I am not a Dan Brown fan. I want to get that out of the way up front, before I get down to the business of defending him, or at least defending what he does. For the record, I purchased a copy of The Da Vinci code for my ex-wife many moons ago, back before anyone really knew who Dan Brown was or what his bestseller was really about. She enjoyed it immensely, and then proceeded to purchase a copy of every other book he’d published. Admittedly, I’d only read the back of the book when I decided to buy it for her and, as far as I could tell, it sounded somewhat intriguing. I’d read Holy Blood And Holy Grail some years earlier, and I recognized the plot when I read the novel’s back-cover summary. The ex-wife loved mysteries and conspiracies, so I just grabbed the book on a lark and gave it to her. I was, at the time, blissfully unaware of how offensively awful the book would actually be.
After she’d read the book, my ex tried to force it upon me time and again, until I eventually relented. I’d sampled the first pages of the book and knew from that one brief and bitter taste that Dan Brown was not going to be an author whose prose I would enjoy reading. Still, in the interest of matrimonial harmony and in an effort to get her to just shut up about it, I gave in to the pressure and allowed her to buy me the audiobook version. I don’t like driving long distances, and I reasoned that listening to any book would be better than simply staring at the road ahead. I could not have been more wrong.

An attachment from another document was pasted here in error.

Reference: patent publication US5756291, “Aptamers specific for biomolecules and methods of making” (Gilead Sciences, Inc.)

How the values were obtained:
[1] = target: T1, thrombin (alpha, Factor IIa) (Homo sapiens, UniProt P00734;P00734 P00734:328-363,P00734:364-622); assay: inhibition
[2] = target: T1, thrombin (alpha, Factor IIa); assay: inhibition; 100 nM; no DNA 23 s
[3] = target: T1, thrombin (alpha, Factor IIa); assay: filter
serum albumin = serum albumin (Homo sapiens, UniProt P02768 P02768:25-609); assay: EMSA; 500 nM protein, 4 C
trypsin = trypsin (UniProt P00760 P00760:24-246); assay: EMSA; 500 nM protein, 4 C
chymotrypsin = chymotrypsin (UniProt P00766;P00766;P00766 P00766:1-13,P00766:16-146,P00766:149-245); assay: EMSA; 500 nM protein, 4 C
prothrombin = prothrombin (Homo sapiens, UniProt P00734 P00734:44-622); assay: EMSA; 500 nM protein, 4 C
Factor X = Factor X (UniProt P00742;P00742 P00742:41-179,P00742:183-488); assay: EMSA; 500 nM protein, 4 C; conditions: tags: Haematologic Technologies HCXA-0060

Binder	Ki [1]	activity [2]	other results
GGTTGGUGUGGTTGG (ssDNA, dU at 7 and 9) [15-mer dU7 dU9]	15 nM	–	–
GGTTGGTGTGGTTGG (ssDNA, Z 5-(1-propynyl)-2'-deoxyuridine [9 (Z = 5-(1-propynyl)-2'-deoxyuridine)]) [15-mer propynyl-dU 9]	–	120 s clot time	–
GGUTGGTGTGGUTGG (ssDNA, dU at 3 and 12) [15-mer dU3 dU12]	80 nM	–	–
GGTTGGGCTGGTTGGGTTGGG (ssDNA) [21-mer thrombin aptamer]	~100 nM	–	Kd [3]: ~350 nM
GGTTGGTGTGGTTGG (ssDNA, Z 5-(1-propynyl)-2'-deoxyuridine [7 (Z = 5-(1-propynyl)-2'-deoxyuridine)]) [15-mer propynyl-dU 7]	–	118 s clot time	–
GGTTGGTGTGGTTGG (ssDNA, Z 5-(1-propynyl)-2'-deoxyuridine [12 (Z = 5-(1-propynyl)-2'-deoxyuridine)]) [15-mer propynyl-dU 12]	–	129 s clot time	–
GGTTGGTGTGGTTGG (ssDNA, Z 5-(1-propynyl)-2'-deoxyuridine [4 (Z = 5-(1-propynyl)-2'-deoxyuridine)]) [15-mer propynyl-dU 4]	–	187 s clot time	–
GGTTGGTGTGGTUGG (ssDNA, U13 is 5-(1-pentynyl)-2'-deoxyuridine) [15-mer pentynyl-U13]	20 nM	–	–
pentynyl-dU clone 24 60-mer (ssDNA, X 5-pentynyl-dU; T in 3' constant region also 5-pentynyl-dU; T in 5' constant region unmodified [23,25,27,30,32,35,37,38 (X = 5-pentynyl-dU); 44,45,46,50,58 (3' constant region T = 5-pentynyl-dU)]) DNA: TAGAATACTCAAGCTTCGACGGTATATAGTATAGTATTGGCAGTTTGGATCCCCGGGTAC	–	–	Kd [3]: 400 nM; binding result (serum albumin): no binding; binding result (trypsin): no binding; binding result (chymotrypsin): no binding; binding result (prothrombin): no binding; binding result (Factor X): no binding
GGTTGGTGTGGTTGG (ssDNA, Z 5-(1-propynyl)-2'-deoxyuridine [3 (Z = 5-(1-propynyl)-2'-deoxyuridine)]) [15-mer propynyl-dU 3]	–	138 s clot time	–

After listening to one CD, I knew that I hated it. I hated the plot, I hated the characters, and I hated the writing. Above all else, I hated the writing. It was infantile and pretentious at the same time, somehow managing to talk down to the reader while also trying to insult him or her with flashes of higher-level (and often nonsensical) verbiage. Along with the cardboard characters and weakly epic plot, Brown inserted multiple flashes of bizarre and inaccurate technobabble, as if Michael Crichton had decided to write a children’s book but forgot who his audience was. (Ok, so that describes every Crichton book. Go with it; I’m trying to make a point.) The narrative was flooded with an unyielding tidal wave of unnecessary and often non-sequitur descriptions. It was, in essence, a train wreck that was both too gruesome to look at and too perversely fascinating to look away from.
It wasn’t until I began reading some of the recent commentaries on Dan Brown’s new book, The Lost Symbol
, that it occurred to me that Mr. Brown might not be the horrible, inept writer so many critics and intellectuals want to label him as. Instead, he may just be one of the craftiest, cleverest scribblers to ever set ink to paper. Ok, probably not – but it’s a possibility.
There is no question that, since the blockbuster success of The Da Vinci Code, Dan Brown has become a very well-known and widely read author. He’s making a fortune off of the books he writes, even as academics and other writers do their best to discredit and destroy him. Part of this may be sour grapes and jealousy that they themselves are not as successful – and I’m sure an element of that is there – but I think their hatred and scorn have more to do with the state of contemporary fiction than it has to do with Mr. Brown directly. And, on this, the brainiacs have a point.